14. The ABI Code contains recommendations regarding the procedures that insurers can use to assess claims, for example. B taking into account the clarity and conciseness of questions relating to the participation or other participation of an intermediary and the possibility for the client to verify their answers. These procedures are tailored to products for which disclosure (usually for health reasons) plays a more important role in the individual risk assessment of a premium or right. Requiring the same level of investigative detail in the event of confidentiality or mis presentation for other general insurance rights would result in disproportionate costs, resulting in higher premiums for customers. As the commissions have found, each insurer uses different factors to determine the risk it is willing to take, and while some factors can lead to a similar result for multiple insurers, there are many specialty insurers that can calculate that risk differently. In practice, therefore, it makes more sense to entrust each insurer with the responsibility of demonstrating how it would have acted differently if the relevant information had been disclosed or correctly presented. 1. The UK insurance sector is the third largest in the world and the largest in Europe.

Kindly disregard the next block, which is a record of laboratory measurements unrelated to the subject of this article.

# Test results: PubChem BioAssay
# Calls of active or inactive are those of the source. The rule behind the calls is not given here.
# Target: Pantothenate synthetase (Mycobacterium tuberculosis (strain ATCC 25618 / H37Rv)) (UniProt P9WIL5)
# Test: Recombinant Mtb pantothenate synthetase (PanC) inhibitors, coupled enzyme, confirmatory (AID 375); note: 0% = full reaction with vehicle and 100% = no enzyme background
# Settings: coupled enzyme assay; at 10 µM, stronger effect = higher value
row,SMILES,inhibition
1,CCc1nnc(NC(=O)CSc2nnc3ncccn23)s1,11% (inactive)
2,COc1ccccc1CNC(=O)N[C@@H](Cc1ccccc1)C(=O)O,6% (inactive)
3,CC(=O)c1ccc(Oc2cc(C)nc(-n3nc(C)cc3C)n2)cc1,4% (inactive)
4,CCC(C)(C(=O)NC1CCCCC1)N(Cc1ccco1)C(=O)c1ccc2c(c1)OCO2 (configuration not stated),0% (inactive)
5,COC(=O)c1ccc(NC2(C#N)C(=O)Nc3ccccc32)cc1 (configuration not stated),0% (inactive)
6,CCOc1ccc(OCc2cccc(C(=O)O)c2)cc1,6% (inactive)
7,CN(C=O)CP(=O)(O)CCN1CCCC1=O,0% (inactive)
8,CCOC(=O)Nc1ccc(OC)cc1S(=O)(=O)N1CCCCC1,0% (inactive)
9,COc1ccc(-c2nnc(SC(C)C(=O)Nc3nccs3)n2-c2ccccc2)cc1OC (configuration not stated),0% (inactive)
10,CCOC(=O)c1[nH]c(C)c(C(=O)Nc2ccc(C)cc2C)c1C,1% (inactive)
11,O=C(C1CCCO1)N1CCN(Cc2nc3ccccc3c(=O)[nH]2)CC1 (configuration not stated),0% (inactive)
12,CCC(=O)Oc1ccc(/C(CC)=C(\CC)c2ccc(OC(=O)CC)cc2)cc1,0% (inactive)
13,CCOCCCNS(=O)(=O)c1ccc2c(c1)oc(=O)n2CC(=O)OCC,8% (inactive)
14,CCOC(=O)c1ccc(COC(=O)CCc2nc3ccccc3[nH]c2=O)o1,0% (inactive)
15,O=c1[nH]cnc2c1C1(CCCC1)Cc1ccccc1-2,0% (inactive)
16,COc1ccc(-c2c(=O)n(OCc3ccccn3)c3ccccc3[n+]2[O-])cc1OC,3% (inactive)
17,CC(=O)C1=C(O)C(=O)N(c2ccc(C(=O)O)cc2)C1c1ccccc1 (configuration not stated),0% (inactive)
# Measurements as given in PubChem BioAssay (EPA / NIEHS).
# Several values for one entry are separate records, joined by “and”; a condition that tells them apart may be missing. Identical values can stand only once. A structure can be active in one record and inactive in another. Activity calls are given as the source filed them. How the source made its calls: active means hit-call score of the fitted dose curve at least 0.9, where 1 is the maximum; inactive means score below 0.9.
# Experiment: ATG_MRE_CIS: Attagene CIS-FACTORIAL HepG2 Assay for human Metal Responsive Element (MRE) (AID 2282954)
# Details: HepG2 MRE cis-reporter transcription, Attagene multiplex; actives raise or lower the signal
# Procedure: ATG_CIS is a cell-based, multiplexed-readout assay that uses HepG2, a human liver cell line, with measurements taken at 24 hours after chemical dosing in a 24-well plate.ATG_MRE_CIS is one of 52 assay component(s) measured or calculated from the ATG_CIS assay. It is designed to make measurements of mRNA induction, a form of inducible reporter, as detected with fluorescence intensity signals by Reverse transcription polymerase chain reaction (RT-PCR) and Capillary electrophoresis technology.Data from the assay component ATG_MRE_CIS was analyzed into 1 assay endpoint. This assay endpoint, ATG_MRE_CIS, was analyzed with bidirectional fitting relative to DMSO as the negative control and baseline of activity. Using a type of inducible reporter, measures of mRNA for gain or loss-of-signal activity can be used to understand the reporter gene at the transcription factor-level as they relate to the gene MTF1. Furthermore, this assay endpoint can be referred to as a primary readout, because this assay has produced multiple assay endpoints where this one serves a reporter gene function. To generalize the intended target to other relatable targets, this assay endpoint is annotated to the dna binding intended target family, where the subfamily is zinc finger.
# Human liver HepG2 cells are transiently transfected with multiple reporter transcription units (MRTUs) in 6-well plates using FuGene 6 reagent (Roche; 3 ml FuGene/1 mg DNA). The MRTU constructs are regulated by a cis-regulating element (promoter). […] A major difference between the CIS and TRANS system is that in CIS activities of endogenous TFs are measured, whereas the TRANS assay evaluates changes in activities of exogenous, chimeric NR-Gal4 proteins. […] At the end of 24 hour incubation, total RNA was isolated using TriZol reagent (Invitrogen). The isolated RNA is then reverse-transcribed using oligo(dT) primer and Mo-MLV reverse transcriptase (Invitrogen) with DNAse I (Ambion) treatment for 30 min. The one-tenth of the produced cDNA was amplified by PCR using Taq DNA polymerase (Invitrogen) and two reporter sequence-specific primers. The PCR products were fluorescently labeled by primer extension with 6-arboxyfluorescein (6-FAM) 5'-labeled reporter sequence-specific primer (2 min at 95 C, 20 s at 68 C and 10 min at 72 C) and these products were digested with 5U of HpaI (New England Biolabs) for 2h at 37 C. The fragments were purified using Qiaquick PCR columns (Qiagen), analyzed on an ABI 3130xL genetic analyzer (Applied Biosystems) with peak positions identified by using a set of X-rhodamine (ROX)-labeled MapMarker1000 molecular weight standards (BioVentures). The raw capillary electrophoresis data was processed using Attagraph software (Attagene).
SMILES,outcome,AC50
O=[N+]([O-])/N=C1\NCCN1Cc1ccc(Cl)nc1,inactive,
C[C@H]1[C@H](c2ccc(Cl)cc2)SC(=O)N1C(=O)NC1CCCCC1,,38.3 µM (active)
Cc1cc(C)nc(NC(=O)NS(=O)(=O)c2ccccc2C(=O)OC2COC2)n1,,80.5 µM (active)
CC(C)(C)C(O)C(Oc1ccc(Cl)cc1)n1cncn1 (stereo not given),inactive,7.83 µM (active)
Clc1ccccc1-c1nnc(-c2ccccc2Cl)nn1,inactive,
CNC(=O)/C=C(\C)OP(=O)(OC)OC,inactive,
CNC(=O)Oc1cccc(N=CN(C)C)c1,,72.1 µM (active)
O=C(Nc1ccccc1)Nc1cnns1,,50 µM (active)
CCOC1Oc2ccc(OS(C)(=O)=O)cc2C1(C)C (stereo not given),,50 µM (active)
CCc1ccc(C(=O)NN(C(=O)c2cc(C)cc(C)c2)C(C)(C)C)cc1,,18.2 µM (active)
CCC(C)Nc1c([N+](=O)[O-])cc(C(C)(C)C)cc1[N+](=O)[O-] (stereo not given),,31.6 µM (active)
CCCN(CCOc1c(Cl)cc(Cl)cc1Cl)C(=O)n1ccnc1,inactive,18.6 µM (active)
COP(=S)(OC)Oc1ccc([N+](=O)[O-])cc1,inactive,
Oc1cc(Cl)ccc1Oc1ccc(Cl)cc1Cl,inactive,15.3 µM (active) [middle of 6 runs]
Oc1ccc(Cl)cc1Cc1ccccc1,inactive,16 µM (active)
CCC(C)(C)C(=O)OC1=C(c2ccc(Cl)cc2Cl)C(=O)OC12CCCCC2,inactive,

It is a significant part of the UK economy, managing investments equivalent to 26% of all UK net assets and controlling £10.4 billion in government taxes. With more than 290,000 employees in the UK, the insurance sector is also one of the country`s leading exporters, with 28% of its net premium income overseas. Lord Eatwell expressed concern about insurers` use of « catch all » or « memory test » questions. Indeed, the ABI`s guide on the confidentiality of rights for long-term insurance products recommends that there be very little importance to these issues. The insurance industry already has well-developed practices in the field of consumer insurance and a good understanding of the questions to be asked to gather the necessary information. Finally, the changes at the heart of the law are necessary because it is usually the insurer who is best placed to know what information is essential. In addition, under the Consumer Insurance Act, it could be argued that a collection issue penalizes the insurer, as it may not be able to rely on the answers given. This is due to the fact that in the event of misrepresentation in order to gain access to the remedies referred to in Annex 1, the insurer should demonstrate how the information (false or missing) provided by the consumer `incited` him to take the risk. It would be difficult to determine where all the questions were asked. 8. The main objective of the bill is to clarify to insurers and policyholders their respective rights and obligations.
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